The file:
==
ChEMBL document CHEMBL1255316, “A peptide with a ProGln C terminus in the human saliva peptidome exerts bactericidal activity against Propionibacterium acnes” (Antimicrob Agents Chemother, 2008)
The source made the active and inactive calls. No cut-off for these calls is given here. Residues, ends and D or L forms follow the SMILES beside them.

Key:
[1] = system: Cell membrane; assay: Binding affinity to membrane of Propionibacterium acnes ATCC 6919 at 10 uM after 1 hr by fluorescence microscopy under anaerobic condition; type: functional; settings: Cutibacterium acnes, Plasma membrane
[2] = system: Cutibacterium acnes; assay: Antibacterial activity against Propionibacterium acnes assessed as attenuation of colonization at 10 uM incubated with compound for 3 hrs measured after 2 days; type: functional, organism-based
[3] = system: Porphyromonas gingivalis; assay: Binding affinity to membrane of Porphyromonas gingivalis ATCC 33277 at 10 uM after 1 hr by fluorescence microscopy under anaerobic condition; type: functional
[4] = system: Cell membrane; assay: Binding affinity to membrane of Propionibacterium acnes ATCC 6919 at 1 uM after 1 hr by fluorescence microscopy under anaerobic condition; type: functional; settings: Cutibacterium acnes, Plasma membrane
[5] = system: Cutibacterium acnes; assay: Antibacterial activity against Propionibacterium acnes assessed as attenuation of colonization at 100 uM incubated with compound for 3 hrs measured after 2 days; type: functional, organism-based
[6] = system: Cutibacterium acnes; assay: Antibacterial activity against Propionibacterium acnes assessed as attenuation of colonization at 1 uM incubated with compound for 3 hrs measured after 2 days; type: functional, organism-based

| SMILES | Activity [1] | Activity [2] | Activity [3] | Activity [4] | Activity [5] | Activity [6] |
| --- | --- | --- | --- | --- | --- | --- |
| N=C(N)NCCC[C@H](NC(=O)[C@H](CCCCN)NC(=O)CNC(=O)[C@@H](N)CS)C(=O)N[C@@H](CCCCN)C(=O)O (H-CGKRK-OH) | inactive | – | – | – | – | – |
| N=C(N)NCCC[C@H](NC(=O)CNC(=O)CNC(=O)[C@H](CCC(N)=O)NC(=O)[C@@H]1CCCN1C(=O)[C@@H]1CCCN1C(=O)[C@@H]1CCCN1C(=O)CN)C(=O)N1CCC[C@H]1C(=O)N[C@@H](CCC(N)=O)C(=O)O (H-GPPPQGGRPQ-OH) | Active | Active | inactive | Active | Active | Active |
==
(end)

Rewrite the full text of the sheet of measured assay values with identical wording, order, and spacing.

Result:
ChEMBL document CHEMBL1255316, “A peptide with a ProGln C terminus in the human saliva peptidome exerts bactericidal activity against Propionibacterium acnes” (Antimicrob Agents Chemother, 2008)
The source made the active and inactive calls. No cut-off for these calls is given here. Residues, ends and D or L forms follow the SMILES beside them.

Key:
[1] = system: Cell membrane; assay: Binding affinity to membrane of Propionibacterium acnes ATCC 6919 at 10 uM after 1 hr by fluorescence microscopy under anaerobic condition; type: functional; settings: Cutibacterium acnes, Plasma membrane
[2] = system: Cutibacterium acnes; assay: Antibacterial activity against Propionibacterium acnes assessed as attenuation of colonization at 10 uM incubated with compound for 3 hrs measured after 2 days; type: functional, organism-based
[3] = system: Porphyromonas gingivalis; assay: Binding affinity to membrane of Porphyromonas gingivalis ATCC 33277 at 10 uM after 1 hr by fluorescence microscopy under anaerobic condition; type: functional
[4] = system: Cell membrane; assay: Binding affinity to membrane of Propionibacterium acnes ATCC 6919 at 1 uM after 1 hr by fluorescence microscopy under anaerobic condition; type: functional; settings: Cutibacterium acnes, Plasma membrane
[5] = system: Cutibacterium acnes; assay: Antibacterial activity against Propionibacterium acnes assessed as attenuation of colonization at 100 uM incubated with compound for 3 hrs measured after 2 days; type: functional, organism-based
[6] = system: Cutibacterium acnes; assay: Antibacterial activity against Propionibacterium acnes assessed as attenuation of colonization at 1 uM incubated with compound for 3 hrs measured after 2 days; type: functional, organism-based

| SMILES | Activity [1] | Activity [2] | Activity [3] | Activity [4] | Activity [5] | Activity [6] |
| --- | --- | --- | --- | --- | --- | --- |
| N=C(N)NCCC[C@H](NC(=O)[C@H](CCCCN)NC(=O)CNC(=O)[C@@H](N)CS)C(=O)N[C@@H](CCCCN)C(=O)O (H-CGKRK-OH) | inactive | – | – | – | – | – |
| N=C(N)NCCC[C@H](NC(=O)CNC(=O)CNC(=O)[C@H](CCC(N)=O)NC(=O)[C@@H]1CCCN1C(=O)[C@@H]1CCCN1C(=O)[C@@H]1CCCN1C(=O)CN)C(=O)N1CCC[C@H]1C(=O)N[C@@H](CCC(N)=O)C(=O)O (H-GPPPQGGRPQ-OH) | Active | Active | inactive | Active | Active | Active |